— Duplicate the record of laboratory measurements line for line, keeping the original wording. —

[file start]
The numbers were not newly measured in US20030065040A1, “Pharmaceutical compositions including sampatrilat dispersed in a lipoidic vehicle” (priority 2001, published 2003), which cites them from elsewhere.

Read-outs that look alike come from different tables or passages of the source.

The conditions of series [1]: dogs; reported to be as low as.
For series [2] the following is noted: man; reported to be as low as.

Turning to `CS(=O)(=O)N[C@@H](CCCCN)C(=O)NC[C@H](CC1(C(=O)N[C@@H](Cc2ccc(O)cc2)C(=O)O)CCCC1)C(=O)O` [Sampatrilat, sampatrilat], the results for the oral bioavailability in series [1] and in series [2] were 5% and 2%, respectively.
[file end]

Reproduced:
The numbers were not newly measured in US20030065040A1, “Pharmaceutical compositions including sampatrilat dispersed in a lipoidic vehicle” (priority 2001, published 2003), which cites them from elsewhere.

Read-outs that look alike come from different tables or passages of the source.

The conditions of series [1]: dogs; reported to be as low as.
For series [2] the following is noted: man; reported to be as low as.

Turning to `CS(=O)(=O)N[C@@H](CCCCN)C(=O)NC[C@H](CC1(C(=O)N[C@@H](Cc2ccc(O)cc2)C(=O)O)CCCC1)C(=O)O` [Sampatrilat, sampatrilat], the results for the oral bioavailability in series [1] and in series [2] were 5% and 2%, respectively.